Technology Facebook CEO Mark Zuckerberg live streams employee Q&A in rare move
Facebook CEO Mark Zuckerberg heads to Washington
SAN FRANCISCO (AP) — Facebook CEO Mark Zuckerberg will be in Washington Thursday to meet with lawmakers and talk about internet regulation. The company said the meetings are not public and it did not give details on whom Zuckerberg is meeting with and what, exactly, he'll discuss. Facebook is under growing pressure from lawmakers and regulators concerned about how it protects users' privacy and about its potentially anticompetitive behavior. In July, the Federal Trade Commission fined the company a record $5 billion for privacy violations.
Facebook CEO Mark Zuckerberg on Thursday publicly live streamed a Q & A session with his employees after recordings from a similar meeting in July were Facebook 's Mark Zuckerberg is live - streaming an employee Q & A , and says he 'stands by' comments in leaked recording.
Facebook CEO Mark Zuckerberg makes rounds of private meetings with lawmakers in the Russell Building where he discussed technology regulations last month. In a Facebook post on Tuesday, Zuckerberg confirmed the authenticity of the transcript. 'Every week I do a Q & A at Facebook where
In a rare move, Facebook CEO and co-founder Mark Zuckerberg live streamed an internal Q&A with employees to the public on Thursday.
Zuckerberg broadcasted the Q&A from his Facebook account days after The Verge publishedat two town hall meetings in July. In his leaked remarks, Zuckerberg told employees he was ready to "go to the mat" and fight for Facebook if Sen. Elizabeth Warren becomes president and tries to break up the social media giant.
Zuckerberg said that live streaming the Q&A was an experiment, quipping that he does such a "bad job" at interviews that "what do we have to lose?" He stood by his remarks from the leaked Q&As.
Zuckerberg also addressed some of the major news surrounding the company on Thursday, including the that the EU can order Facebook to monitor and pull down illegal content from the platform, even if it's posted by people outside of those borders.
Zuckerberg said he thought the ruling set a "very dangerous precent."
He also said that Facebook Dating is doing well in the US, but declined to share user numbers.
The Q&A is ongoing so check back for updates.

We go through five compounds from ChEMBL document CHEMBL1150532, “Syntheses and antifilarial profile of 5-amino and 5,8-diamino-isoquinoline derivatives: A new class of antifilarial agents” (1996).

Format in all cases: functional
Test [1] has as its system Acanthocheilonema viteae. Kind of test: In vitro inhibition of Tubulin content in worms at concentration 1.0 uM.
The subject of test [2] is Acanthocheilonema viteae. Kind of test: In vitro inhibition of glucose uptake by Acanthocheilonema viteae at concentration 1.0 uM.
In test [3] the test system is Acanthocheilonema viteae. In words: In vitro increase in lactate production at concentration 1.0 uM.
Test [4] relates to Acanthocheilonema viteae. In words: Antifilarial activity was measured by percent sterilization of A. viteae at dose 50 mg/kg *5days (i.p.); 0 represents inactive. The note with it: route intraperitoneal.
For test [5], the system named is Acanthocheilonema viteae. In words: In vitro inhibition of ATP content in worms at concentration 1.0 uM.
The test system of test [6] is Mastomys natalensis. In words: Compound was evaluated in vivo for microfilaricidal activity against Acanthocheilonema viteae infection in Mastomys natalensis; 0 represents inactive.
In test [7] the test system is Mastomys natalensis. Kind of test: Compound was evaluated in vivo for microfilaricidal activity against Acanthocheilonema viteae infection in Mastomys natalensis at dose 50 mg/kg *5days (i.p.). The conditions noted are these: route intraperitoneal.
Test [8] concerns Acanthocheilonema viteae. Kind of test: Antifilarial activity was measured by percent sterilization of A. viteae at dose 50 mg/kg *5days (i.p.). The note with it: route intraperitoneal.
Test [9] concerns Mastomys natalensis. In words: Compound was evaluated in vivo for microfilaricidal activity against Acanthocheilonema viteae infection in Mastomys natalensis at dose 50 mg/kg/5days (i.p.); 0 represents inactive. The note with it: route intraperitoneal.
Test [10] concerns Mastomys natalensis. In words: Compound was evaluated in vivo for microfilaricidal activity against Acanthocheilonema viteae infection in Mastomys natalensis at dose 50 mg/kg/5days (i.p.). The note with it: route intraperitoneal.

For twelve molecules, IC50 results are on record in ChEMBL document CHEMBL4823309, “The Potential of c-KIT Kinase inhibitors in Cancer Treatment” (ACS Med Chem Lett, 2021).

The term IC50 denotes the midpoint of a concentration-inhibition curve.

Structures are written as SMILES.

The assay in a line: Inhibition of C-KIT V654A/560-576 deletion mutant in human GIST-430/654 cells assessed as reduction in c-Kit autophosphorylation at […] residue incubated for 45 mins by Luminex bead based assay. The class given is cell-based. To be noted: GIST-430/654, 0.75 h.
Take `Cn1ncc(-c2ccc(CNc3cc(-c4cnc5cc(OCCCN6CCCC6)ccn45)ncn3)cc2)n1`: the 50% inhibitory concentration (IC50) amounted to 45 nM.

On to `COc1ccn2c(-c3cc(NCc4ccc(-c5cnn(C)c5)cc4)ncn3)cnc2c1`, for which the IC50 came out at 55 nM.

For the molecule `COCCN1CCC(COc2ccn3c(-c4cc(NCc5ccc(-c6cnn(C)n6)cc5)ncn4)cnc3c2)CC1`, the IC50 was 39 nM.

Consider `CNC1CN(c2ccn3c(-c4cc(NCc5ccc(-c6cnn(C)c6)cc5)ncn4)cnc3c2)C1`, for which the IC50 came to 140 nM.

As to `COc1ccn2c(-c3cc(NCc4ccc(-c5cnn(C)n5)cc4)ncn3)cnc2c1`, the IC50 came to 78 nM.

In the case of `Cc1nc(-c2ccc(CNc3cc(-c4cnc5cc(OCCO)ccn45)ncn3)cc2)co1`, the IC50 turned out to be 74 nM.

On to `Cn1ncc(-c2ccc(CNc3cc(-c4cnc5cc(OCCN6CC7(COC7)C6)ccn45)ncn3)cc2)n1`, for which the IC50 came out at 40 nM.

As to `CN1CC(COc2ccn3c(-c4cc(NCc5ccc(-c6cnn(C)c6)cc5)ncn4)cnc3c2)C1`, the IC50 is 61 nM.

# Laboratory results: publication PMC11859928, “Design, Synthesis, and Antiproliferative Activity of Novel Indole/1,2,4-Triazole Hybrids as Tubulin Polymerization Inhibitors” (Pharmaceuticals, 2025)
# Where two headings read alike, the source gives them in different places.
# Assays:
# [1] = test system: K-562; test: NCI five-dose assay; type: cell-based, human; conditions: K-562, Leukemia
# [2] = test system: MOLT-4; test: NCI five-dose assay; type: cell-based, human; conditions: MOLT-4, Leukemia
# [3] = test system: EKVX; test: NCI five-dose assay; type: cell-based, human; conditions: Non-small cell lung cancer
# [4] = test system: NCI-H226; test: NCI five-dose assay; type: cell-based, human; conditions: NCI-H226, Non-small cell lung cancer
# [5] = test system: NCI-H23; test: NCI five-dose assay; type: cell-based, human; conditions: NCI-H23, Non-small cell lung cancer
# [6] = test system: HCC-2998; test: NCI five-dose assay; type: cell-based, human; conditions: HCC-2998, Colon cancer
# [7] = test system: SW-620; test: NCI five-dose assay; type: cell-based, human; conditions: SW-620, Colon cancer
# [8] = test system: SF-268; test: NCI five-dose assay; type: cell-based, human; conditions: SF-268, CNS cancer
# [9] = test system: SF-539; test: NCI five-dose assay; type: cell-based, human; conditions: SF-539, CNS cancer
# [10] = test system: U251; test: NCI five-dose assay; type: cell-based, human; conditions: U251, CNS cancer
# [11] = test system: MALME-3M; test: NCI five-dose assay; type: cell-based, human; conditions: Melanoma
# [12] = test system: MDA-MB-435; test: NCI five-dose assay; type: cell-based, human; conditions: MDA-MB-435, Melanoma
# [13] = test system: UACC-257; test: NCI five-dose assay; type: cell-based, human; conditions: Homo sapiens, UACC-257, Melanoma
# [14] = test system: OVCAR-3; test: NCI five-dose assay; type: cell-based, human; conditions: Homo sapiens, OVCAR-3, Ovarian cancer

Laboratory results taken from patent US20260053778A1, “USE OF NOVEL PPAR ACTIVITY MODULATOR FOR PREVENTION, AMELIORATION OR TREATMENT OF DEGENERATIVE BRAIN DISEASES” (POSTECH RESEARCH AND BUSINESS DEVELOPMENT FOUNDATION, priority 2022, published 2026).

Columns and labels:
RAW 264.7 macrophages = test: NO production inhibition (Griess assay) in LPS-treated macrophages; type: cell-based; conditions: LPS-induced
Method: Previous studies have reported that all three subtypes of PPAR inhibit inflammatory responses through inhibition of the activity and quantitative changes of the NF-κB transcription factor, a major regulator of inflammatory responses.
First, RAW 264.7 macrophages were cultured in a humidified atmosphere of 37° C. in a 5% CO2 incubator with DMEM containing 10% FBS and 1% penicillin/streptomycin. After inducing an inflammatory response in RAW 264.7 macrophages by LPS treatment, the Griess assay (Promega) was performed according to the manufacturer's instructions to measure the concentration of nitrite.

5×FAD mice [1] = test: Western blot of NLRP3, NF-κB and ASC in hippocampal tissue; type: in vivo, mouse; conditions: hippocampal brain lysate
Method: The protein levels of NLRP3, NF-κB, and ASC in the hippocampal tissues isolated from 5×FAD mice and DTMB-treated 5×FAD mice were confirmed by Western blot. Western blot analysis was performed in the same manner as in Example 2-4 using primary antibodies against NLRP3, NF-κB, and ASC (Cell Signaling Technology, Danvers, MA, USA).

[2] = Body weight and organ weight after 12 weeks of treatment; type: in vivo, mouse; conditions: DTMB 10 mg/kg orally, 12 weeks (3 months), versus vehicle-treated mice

Facebook apologizes for its moderation errors and promises changes for 2018
Moderation problems have forced the social network to rethink part of its security strategy.
, a non-profit American organization, has called Facebook for its policy of moderating content. And the social network admitted to making mistakes.
Last June, Facebook exceededusers. An impressive number when we know that content posted on the social network is moderated by "only" 7,500 employees, in addition to algorithms that also fulfill this function. And that's precisely what ProPublica wanted to prove, by confronting Facebook with 49 hate-filled publications. The social network then realized that on these examples, it had made 22 errors.
We asked for examples of hate speech on. Then, we asked Facebook to comment on some of them. Here's what they said.
Read the story:
- ProPublica (@ProPublica)
"We're sorry for the mistakes, they're not the reflection of the community we want to help build, we need to do better, "said Justin Osofsky, vice president of Facebook in a statement relayed by"We need to do better" .
He then added that the security team would double soon, with a total of 20,000 employees by 2018. Finally, it states that Facebook removes about 66,000 posts reported as hateful each week, but that " anything offensive was not necessarily hate speech. "
The year ends in a complicated way for the social network, which has particularly coped with the recent - and- declarations of many of its . However, Facebook continues to claim trying to make it a healthier space through various measures, such as "putaclics" publications or .
Facebook's Zuckerberg: People need to make their own judgements on political ads .
Mark Zuckerberg again defends the social network's policy on political advertisements."What I believe is that in a democracy, it's really important that people can see for themselves what politicians are saying, so they can make their own judgments, Zuckerberg told CBS This Morning co-host Gayle King. "And, you know, I don't think that a private company should be censoring politicians or news.
Zittrain and Zuckerberg discuss encryption, ‘information fiduciaries’ and targeted advertisements
Should Facebook be considered an “information fiduciary” when it comes to the privacy of its clients? How should we weigh the pros and cons of encryption ...
Mark Zuckerberg sets his 2018 goal: Fix Facebook
Facebook CEO Mark Zuckerberg wrote on the social media platform: "We currently make too many errors enforcing our policies and preventing misuse of our ...
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